The use of contaminated medical instruments can lead to disabling or deadly patient infections or instrument malfunctions. Outbreaks associated with the use of contaminated duodenoscopes – such as those that caused headlines in recent years – illustrate that mistakes or oversights can be fatal. But duodenoscopes are not the only devices that warrant attention. ECRI Institute has received reports involving a variety of contaminated medical instruments that have been used, or almost used, on patients.
The severity of the consequences associated with instrument contamination and reprocessing failures, combined with the persistence of the problem, prompted ECRI Institute to once again include this issue on its annual list of the top health technology hazards. The topic appears as the number 2 hazard in the organization’s Top 10 Health Technology Hazards for 2017 report.
The Importance of Successful Reprocessing
Every day, health care facilities clean and disinfect (or sterilize) thousands of reusable surgical instruments and devices so that they can be used for subsequent procedures. When performed properly, this reprocessing removes residue and potentially infectious materials (e.g., tissue, body fluids, other organic material) and disinfects or sterilizes the instrument so that it can be safely used on the next patient.
When reprocessing is not performed properly or successfully, however, patient cross-contamination is possible, potentially leading to the transmission of infectious agents and the spread of disease. In 2014 and 2015, for example, attention focused on a series of fatal carbapenem-resistant Enterobacteriaceae (CRE) infections associated with the use of duodenoscopes that had not been successfully disinfected between uses. (CRE is a multidrug-resistant infectious agent, and thus can be extremely difficult to treat.) The duodenoscope example highlights a key point: The issue goes beyond the need for reprocessing staff to meticulously follow instructions, device manufacturers also must develop and communicate effective reprocessing procedures for their instruments. Duodenoscopes were found to be very difficult to clean even when hospital staff followed recommended procedures.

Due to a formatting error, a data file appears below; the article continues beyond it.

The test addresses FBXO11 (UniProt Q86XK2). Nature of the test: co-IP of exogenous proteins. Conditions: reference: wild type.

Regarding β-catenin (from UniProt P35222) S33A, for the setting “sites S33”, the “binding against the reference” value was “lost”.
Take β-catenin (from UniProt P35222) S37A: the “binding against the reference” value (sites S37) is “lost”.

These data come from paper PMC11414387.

While deaths that can be directly attributed to inadequate reprocessing are rare, the highly publicized cases of CRE infections illustrate the significant harm that can result when contaminated devices are not cleaned effectively during reprocessing.
“Complex, reusable instruments – such as endoscopes, cannulated drills, and arthroscopic shavers – are of particular concern,” notes Chris Lavanchy, engineering director for ECRI Institute’s Health Devices Group. Components such as lumens, hinges, cannulated blades, stopcocks, and O-rings can make a device difficult to clean and then disinfect or sterilize between uses. Furthermore, the complex design can make the presence of any lingering contamination on, or in, such instruments difficult to detect.
ECRI Institute’s Investigations
As director of ECRI Institute’s Accident and Forensic Investigation group, Scott R. Lucas, Ph.D., has helped numerous hospitals identify – and correct – weaknesses in their reprocessing functions.
“Typically, a health care facility will contact our investigation group when there has been an incident, such as bioburden remaining on surgical instruments received in the OR,” Lucas states.
The causes, of course, may be unique to that incident or that facility. But Lucas identified a few problem areas that he and his colleagues commonly encounter over the course of their investigations. These include:
• Poor communication between OR staff and staff in the central sterile processing (CSP) department